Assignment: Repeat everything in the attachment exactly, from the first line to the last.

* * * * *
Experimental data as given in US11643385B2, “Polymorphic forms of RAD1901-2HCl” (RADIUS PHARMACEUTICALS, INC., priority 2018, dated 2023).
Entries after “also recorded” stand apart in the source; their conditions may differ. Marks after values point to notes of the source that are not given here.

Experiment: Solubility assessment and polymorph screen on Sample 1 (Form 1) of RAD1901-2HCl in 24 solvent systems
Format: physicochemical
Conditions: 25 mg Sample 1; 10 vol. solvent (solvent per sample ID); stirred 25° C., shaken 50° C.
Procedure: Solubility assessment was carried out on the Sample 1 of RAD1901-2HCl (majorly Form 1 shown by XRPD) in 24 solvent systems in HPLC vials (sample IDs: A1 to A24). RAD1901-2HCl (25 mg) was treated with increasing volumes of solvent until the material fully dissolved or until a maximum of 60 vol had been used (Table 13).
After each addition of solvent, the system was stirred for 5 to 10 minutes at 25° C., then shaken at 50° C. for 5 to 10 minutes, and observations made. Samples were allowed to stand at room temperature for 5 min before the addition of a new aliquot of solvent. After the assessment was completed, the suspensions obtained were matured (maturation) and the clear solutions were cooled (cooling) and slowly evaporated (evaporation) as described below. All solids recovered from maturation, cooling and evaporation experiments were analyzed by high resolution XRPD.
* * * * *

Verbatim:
Experimental data as given in US11643385B2, “Polymorphic forms of RAD1901-2HCl” (RADIUS PHARMACEUTICALS, INC., priority 2018, dated 2023).
Entries after “also recorded” stand apart in the source; their conditions may differ. Marks after values point to notes of the source that are not given here.

Experiment: Solubility assessment and polymorph screen on Sample 1 (Form 1) of RAD1901-2HCl in 24 solvent systems
Format: physicochemical
Conditions: 25 mg Sample 1; 10 vol. solvent (solvent per sample ID); stirred 25° C., shaken 50° C.
Procedure: Solubility assessment was carried out on the Sample 1 of RAD1901-2HCl (majorly Form 1 shown by XRPD) in 24 solvent systems in HPLC vials (sample IDs: A1 to A24). RAD1901-2HCl (25 mg) was treated with increasing volumes of solvent until the material fully dissolved or until a maximum of 60 vol had been used (Table 13).
After each addition of solvent, the system was stirred for 5 to 10 minutes at 25° C., then shaken at 50° C. for 5 to 10 minutes, and observations made. Samples were allowed to stand at room temperature for 5 min before the addition of a new aliquot of solvent. After the assessment was completed, the suspensions obtained were matured (maturation) and the clear solutions were cooled (cooling) and slowly evaporated (evaporation) as described below. All solids recovered from maturation, cooling and evaporation experiments were analyzed by high resolution XRPD.